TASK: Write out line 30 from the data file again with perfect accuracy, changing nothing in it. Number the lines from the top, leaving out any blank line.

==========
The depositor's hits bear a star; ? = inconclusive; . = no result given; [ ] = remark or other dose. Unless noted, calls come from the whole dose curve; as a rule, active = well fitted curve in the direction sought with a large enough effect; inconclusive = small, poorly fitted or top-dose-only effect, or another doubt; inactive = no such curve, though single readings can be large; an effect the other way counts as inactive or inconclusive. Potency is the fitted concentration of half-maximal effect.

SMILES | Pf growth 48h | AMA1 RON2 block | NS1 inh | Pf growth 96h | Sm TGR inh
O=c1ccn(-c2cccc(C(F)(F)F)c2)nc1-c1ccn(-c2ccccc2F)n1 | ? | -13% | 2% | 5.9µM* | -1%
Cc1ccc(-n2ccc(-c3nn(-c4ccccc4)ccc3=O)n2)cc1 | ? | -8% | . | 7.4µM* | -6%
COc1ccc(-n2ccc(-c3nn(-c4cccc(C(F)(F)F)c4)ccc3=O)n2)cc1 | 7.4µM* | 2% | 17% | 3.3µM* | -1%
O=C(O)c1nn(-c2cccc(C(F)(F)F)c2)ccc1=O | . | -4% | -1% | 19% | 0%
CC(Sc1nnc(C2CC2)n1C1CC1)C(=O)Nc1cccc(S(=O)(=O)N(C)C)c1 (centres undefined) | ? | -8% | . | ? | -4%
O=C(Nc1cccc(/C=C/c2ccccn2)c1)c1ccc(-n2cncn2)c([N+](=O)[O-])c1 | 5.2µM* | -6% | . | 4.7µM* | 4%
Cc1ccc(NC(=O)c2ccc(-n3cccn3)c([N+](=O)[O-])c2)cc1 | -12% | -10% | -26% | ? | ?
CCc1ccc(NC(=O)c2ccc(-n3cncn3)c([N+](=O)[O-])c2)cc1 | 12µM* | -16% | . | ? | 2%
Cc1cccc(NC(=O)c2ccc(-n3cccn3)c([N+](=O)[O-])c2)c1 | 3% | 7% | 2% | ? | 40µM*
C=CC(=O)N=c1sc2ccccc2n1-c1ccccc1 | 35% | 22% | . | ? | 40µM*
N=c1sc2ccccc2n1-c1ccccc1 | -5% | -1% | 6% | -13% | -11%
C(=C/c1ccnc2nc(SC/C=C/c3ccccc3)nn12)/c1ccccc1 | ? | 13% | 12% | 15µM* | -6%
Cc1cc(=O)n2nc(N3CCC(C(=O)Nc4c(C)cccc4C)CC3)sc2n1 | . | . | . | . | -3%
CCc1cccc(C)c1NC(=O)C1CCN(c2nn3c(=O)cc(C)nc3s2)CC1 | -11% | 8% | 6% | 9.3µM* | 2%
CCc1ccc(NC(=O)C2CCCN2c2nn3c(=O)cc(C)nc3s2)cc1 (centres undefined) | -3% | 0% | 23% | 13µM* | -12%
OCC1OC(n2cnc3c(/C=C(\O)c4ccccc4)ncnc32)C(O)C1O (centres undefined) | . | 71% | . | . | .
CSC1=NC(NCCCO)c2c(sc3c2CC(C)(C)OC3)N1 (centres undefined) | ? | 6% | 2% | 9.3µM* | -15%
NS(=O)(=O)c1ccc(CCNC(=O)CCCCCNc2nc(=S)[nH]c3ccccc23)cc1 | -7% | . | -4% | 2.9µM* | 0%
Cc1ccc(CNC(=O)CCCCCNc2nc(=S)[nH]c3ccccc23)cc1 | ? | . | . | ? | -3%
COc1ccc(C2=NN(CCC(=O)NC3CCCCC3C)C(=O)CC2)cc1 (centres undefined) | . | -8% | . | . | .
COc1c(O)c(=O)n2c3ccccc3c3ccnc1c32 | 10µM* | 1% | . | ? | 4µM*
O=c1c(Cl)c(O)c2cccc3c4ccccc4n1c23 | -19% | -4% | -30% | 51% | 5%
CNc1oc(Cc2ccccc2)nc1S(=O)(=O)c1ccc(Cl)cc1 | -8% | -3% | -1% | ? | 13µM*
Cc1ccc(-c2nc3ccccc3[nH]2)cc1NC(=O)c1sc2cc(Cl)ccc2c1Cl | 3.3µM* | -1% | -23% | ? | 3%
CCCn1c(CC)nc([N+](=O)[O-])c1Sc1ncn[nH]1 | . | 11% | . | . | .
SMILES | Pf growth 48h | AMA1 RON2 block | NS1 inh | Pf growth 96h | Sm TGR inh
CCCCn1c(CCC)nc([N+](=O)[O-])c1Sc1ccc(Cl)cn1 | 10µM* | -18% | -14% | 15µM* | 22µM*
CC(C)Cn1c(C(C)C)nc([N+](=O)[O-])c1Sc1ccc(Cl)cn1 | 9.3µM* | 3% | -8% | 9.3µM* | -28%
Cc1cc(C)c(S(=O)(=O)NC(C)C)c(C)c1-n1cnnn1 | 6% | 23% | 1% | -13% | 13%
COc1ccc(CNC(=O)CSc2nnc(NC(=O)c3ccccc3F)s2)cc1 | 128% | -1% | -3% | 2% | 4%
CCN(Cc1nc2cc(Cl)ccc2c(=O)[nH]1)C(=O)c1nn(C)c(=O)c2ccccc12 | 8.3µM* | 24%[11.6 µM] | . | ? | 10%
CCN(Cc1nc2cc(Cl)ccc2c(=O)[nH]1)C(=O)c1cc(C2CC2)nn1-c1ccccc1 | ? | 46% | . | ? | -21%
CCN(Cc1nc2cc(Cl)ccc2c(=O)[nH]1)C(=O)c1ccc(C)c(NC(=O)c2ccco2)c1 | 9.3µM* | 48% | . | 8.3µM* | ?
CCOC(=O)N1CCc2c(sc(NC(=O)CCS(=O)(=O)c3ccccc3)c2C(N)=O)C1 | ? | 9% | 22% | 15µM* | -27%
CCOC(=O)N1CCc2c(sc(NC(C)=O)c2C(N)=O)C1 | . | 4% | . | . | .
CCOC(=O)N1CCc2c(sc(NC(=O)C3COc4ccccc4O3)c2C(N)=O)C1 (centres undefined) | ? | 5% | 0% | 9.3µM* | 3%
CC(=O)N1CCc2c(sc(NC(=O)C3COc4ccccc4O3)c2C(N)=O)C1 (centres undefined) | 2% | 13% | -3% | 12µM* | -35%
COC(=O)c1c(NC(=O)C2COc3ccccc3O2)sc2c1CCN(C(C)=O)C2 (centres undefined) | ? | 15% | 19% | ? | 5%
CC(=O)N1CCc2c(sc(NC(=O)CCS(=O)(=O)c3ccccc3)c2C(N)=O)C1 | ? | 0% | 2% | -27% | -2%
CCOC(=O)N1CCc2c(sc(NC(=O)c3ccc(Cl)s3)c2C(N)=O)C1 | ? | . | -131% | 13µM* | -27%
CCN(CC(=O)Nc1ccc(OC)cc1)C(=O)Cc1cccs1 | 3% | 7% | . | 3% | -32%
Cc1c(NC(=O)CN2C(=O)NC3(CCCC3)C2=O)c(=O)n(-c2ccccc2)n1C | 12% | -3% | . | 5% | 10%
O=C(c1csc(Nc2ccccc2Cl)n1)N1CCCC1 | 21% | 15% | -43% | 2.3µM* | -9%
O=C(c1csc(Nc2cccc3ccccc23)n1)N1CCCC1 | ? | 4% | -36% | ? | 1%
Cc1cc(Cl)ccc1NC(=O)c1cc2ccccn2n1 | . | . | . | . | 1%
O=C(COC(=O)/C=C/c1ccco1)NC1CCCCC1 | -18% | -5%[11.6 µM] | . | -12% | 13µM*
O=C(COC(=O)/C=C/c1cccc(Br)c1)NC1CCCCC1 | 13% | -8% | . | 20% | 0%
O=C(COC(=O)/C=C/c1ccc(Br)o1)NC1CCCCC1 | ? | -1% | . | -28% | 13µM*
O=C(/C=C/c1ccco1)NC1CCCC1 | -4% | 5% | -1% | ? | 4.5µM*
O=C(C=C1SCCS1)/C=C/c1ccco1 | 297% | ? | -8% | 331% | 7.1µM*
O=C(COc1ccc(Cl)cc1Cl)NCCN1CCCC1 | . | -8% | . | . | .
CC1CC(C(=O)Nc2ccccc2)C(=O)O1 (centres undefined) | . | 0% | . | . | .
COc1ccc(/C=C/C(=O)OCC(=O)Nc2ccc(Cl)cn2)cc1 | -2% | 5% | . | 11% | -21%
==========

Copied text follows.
CC(C)Cn1c(C(C)C)nc([N+](=O)[O-])c1Sc1ccc(Cl)cn1 | 9.3µM* | 3% | -8% | 9.3µM* | -28%